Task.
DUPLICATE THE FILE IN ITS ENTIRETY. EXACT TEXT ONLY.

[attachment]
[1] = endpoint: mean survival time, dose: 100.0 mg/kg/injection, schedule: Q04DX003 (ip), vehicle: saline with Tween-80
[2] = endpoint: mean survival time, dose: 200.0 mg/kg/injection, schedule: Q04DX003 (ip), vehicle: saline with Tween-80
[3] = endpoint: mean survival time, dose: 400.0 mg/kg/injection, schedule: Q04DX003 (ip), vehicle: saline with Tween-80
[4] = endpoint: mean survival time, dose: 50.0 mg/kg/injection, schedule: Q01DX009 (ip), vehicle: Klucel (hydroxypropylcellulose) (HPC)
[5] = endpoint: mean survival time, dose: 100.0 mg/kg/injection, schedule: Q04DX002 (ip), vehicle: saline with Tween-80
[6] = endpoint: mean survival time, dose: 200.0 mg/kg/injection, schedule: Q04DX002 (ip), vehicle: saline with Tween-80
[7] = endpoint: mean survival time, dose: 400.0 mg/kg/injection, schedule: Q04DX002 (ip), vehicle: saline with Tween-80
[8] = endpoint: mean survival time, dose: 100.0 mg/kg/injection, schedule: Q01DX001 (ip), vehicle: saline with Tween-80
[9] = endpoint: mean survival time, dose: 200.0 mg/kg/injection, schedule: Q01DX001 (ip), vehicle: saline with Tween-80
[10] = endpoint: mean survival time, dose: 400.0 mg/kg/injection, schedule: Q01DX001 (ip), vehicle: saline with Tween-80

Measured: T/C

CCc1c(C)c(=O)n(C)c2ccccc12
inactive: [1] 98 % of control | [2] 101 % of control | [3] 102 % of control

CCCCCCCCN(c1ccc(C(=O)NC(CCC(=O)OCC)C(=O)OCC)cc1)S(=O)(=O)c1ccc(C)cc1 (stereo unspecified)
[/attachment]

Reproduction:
[1] = endpoint: mean survival time, dose: 100.0 mg/kg/injection, schedule: Q04DX003 (ip), vehicle: saline with Tween-80
[2] = endpoint: mean survival time, dose: 200.0 mg/kg/injection, schedule: Q04DX003 (ip), vehicle: saline with Tween-80
[3] = endpoint: mean survival time, dose: 400.0 mg/kg/injection, schedule: Q04DX003 (ip), vehicle: saline with Tween-80
[4] = endpoint: mean survival time, dose: 50.0 mg/kg/injection, schedule: Q01DX009 (ip), vehicle: Klucel (hydroxypropylcellulose) (HPC)
[5] = endpoint: mean survival time, dose: 100.0 mg/kg/injection, schedule: Q04DX002 (ip), vehicle: saline with Tween-80
[6] = endpoint: mean survival time, dose: 200.0 mg/kg/injection, schedule: Q04DX002 (ip), vehicle: saline with Tween-80
[7] = endpoint: mean survival time, dose: 400.0 mg/kg/injection, schedule: Q04DX002 (ip), vehicle: saline with Tween-80
[8] = endpoint: mean survival time, dose: 100.0 mg/kg/injection, schedule: Q01DX001 (ip), vehicle: saline with Tween-80
[9] = endpoint: mean survival time, dose: 200.0 mg/kg/injection, schedule: Q01DX001 (ip), vehicle: saline with Tween-80
[10] = endpoint: mean survival time, dose: 400.0 mg/kg/injection, schedule: Q01DX001 (ip), vehicle: saline with Tween-80

Measured: T/C

CCc1c(C)c(=O)n(C)c2ccccc12
inactive: [1] 98 % of control | [2] 101 % of control | [3] 102 % of control

CCCCCCCCN(c1ccc(C(=O)NC(CCC(=O)OCC)C(=O)OCC)cc1)S(=O)(=O)c1ccc(C)cc1 (stereo unspecified)